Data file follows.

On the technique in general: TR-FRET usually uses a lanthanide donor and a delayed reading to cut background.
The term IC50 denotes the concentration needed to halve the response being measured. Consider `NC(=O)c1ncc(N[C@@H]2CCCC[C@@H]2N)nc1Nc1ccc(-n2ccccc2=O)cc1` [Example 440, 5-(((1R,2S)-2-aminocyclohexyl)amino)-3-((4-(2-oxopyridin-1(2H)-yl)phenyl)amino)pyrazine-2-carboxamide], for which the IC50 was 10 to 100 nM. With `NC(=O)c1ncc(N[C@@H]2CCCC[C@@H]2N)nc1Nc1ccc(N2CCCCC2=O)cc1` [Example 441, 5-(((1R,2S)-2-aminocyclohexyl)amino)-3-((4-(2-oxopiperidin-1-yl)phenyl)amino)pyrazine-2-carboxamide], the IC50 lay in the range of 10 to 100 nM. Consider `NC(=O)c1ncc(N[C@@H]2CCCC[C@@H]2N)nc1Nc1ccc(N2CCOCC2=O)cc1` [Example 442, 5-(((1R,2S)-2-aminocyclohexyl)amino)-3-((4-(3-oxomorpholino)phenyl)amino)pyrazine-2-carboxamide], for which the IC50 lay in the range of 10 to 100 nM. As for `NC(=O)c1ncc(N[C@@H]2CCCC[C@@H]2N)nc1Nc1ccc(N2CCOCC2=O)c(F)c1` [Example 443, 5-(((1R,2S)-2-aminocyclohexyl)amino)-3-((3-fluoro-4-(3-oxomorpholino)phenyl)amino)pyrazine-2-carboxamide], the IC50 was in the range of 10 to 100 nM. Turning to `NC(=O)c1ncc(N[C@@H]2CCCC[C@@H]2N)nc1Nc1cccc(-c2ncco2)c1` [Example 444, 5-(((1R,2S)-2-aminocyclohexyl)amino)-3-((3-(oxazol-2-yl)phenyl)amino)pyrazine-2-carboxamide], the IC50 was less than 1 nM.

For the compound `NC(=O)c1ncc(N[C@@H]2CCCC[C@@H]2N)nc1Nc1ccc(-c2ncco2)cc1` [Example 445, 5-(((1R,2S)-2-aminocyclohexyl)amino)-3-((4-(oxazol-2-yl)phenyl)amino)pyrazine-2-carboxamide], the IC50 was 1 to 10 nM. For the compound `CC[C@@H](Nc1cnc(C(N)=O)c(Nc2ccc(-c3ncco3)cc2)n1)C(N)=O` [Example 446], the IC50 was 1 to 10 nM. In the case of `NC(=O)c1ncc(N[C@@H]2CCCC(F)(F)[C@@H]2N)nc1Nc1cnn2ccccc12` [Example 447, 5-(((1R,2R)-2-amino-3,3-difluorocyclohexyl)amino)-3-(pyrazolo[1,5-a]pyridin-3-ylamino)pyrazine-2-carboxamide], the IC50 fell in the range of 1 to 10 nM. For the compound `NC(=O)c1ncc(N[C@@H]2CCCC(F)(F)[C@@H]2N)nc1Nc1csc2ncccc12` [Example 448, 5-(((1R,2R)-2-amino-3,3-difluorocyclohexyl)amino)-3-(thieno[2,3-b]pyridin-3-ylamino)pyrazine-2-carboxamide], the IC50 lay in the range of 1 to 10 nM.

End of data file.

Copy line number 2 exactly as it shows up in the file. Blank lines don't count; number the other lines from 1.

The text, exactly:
The term IC50 denotes the concentration needed to halve the response being measured. Consider `NC(=O)c1ncc(N[C@@H]2CCCC[C@@H]2N)nc1Nc1ccc(-n2ccccc2=O)cc1` [Example 440, 5-(((1R,2S)-2-aminocyclohexyl)amino)-3-((4-(2-oxopyridin-1(2H)-yl)phenyl)amino)pyrazine-2-carboxamide], for which the IC50 was 10 to 100 nM. With `NC(=O)c1ncc(N[C@@H]2CCCC[C@@H]2N)nc1Nc1ccc(N2CCCCC2=O)cc1` [Example 441, 5-(((1R,2S)-2-aminocyclohexyl)amino)-3-((4-(2-oxopiperidin-1-yl)phenyl)amino)pyrazine-2-carboxamide], the IC50 lay in the range of 10 to 100 nM. Consider `NC(=O)c1ncc(N[C@@H]2CCCC[C@@H]2N)nc1Nc1ccc(N2CCOCC2=O)cc1` [Example 442, 5-(((1R,2S)-2-aminocyclohexyl)amino)-3-((4-(3-oxomorpholino)phenyl)amino)pyrazine-2-carboxamide], for which the IC50 lay in the range of 10 to 100 nM. As for `NC(=O)c1ncc(N[C@@H]2CCCC[C@@H]2N)nc1Nc1ccc(N2CCOCC2=O)c(F)c1` [Example 443, 5-(((1R,2S)-2-aminocyclohexyl)amino)-3-((3-fluoro-4-(3-oxomorpholino)phenyl)amino)pyrazine-2-carboxamide], the IC50 was in the range of 10 to 100 nM. Turning to `NC(=O)c1ncc(N[C@@H]2CCCC[C@@H]2N)nc1Nc1cccc(-c2ncco2)c1` [Example 444, 5-(((1R,2S)-2-aminocyclohexyl)amino)-3-((3-(oxazol-2-yl)phenyl)amino)pyrazine-2-carboxamide], the IC50 was less than 1 nM.